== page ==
“Supergroup” is a controversial term that often gets a bad rap for failing to meet listeners’ expectations. It can be hard not to expect greatness from a project consisting of musicians from different accomplished bands that all have many fans. Giraffe Tongue Orchestra (GTO) is a supergroup project that has been in development for several years, consisting of William DuVall (vocals, Alice in Chains), Brent Hinds (guitar, Mastodon) and Ben Weinman (guitar, The Dillinger Escape Plan). Also on the roster is Thomas Pridgen on the drums, who has played with The Mars Volta, and Pete Griffin on the bass, who has played with Dethklok and Zappa Plays Zappa.
opens up with the driving hard rock track “Adapt or Die,” a highlight song on the album that is very easy to get reeled in with its catchy chorus. With this track also featuring a trade-off guitar solo shred session between Hinds and Weinman, you would think the album would take a more progressive route than what singles “Crucifixion” and “Blood Moon” have to offer. While GTO prove they can write upbeat and catchy songs with coordinated and stellar musicianship, they almost forget to embrace their experimental talents as individual musicians.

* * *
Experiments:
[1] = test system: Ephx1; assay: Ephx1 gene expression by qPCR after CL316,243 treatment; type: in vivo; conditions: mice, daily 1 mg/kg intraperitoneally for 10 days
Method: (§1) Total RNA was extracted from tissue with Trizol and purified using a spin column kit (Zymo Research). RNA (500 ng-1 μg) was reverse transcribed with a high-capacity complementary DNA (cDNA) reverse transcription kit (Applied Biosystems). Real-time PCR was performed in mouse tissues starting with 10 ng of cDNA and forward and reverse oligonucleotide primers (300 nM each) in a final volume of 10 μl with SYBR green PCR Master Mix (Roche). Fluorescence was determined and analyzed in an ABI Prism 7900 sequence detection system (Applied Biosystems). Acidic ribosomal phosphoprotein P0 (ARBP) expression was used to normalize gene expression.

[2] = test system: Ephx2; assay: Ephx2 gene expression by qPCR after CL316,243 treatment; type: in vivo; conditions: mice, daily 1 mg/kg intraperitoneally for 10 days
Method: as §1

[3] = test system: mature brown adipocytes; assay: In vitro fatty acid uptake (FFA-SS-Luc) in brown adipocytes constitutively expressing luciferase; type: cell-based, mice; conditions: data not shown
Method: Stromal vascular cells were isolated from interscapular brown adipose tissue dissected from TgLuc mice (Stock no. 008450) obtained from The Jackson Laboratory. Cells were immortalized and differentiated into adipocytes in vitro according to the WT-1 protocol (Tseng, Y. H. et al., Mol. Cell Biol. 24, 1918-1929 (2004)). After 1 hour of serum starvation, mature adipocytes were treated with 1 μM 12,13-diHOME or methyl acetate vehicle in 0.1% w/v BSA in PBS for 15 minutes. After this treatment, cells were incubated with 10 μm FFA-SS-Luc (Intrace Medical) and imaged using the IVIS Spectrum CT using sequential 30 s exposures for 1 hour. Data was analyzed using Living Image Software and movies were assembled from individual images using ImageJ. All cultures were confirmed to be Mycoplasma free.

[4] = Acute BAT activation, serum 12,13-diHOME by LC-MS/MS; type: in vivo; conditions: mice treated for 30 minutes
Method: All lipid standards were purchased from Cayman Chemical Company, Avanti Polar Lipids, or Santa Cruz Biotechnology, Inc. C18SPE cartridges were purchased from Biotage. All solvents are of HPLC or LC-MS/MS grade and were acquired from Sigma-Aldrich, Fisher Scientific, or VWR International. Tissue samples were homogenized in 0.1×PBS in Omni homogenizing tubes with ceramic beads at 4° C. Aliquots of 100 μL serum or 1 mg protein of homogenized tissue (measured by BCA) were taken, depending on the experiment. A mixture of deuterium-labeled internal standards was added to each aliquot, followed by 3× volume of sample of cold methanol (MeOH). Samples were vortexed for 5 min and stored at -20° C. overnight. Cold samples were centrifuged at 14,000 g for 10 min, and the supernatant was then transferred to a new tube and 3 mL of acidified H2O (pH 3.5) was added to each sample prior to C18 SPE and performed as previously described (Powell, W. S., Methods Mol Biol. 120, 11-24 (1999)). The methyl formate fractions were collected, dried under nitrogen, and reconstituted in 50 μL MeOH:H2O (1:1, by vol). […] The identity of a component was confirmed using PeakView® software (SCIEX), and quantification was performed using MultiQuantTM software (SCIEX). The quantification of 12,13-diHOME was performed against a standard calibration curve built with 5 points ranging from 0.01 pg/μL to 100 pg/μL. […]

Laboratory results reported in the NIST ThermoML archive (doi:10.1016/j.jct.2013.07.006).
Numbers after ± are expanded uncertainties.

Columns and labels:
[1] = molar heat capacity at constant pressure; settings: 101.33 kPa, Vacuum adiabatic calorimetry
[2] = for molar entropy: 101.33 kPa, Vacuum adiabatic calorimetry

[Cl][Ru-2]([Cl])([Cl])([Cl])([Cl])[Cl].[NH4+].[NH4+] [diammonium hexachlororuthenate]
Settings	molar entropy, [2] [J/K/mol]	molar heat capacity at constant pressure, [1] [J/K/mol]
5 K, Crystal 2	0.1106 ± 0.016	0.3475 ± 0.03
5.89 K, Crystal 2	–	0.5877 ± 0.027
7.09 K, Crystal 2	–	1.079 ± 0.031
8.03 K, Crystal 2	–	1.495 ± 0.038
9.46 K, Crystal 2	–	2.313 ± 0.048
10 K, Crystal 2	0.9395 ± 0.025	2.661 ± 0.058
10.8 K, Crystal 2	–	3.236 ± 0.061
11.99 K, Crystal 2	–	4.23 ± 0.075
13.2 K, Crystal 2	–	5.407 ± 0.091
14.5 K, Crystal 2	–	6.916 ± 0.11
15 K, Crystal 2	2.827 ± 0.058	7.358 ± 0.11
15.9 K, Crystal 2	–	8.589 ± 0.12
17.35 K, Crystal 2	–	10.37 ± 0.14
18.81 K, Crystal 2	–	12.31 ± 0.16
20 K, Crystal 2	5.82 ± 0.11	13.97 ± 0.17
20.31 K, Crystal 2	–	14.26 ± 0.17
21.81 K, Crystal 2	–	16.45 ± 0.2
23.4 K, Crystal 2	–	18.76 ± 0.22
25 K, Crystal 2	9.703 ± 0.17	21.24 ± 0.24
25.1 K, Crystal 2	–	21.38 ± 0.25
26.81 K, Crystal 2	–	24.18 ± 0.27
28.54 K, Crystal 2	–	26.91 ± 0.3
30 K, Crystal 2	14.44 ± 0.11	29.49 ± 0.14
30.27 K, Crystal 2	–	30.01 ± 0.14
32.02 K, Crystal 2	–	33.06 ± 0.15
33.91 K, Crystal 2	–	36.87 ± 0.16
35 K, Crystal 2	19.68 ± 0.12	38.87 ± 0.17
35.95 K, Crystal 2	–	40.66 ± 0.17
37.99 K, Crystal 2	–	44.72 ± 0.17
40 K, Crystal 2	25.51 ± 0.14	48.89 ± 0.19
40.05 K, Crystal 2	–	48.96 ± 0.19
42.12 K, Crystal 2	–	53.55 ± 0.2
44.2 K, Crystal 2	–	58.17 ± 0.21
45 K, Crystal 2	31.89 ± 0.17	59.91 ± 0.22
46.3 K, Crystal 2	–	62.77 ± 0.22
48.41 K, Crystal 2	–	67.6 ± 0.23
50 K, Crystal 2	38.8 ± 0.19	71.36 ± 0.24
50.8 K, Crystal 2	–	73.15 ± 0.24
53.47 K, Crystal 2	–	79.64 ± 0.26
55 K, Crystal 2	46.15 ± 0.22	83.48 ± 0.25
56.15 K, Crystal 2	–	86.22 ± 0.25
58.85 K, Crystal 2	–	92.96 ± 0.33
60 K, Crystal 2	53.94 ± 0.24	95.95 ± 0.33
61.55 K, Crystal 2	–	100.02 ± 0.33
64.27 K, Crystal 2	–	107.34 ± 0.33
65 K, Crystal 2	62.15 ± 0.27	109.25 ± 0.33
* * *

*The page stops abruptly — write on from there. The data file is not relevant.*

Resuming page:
Luckily, Broken Lines
is saved from becoming a series of radio rock tunes with tracks like “Fragments & Ashes” and “Back to the Light.” Opening with a chord progression that sounds like the beginning of a Mastodon song, “Fragments & Ashes” features tricky drum fills, aggressive guitar stabbing, and a versatile vocal performance from DuVall that seamlessly combines the styles of the three core members’ bands.
The centerpiece of the album, “Back to the Light,” is arguably the best track on Broken Lines
. DuVall’s soaring vocals and Weinman’s guitar riffing in this song’s verses contain phenomenal build up as this song ascends to an explosive chorus featuring Juliette Lewis over a booming guitar solo. All of which transitions into a funky breakdown to close out the song. However, while the track is a defining moment for the album, the cameo performance from Juliette Lewis may be hit or miss for many listeners as her vocal noodling may seem over the top, and at times, just plain annoying.
closes with its title track which does not do anything special to finish off the album, and suffers from possibly the biggest gripe most listeners may have at this point: not enough instrumental or experimental sections. With musical talents such as Hinds, Pridgen and Weinman the album does not feature any drum solos for instance, or the unpredictable quirkiness you would usually hear from Weinman. GTO’s Broken Lines
is a solid rock album, regardless of any expectations fans of the members’ individual projects may have. However, it is perhaps not an album as grand as you may expect from an "orchestra."